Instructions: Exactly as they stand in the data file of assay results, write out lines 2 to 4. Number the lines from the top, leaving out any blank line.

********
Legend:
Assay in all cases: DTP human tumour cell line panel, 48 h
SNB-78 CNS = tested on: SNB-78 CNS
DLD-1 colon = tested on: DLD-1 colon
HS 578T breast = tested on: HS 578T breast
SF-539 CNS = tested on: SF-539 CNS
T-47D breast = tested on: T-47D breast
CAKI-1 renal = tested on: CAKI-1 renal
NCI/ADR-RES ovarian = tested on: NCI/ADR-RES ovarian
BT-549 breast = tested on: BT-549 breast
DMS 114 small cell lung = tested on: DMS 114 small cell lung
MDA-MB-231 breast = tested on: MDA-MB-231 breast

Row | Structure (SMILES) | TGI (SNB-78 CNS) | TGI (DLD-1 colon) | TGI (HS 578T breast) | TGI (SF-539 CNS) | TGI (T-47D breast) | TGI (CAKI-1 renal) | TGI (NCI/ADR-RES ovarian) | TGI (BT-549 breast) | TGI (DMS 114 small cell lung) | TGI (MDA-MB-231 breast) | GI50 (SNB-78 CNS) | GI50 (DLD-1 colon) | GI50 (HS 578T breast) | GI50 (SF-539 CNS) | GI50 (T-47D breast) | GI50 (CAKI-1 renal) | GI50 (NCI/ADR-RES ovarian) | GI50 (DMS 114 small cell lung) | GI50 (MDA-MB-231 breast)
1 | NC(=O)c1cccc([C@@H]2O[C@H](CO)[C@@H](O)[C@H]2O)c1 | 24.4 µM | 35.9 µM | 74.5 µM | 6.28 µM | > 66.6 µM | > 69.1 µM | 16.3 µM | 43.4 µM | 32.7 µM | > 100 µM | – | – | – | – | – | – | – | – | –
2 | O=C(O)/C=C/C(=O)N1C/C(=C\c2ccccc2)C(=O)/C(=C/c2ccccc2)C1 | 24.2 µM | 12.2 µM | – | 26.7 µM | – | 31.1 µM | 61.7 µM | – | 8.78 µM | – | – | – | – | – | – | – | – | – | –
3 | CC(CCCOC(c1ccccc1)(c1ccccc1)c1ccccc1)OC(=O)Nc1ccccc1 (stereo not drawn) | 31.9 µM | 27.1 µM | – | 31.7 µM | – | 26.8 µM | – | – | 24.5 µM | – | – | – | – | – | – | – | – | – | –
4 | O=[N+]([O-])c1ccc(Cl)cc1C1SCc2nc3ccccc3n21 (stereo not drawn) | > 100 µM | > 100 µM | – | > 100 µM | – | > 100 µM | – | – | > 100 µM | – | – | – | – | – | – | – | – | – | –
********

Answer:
Assay in all cases: DTP human tumour cell line panel, 48 h
SNB-78 CNS = tested on: SNB-78 CNS
DLD-1 colon = tested on: DLD-1 colon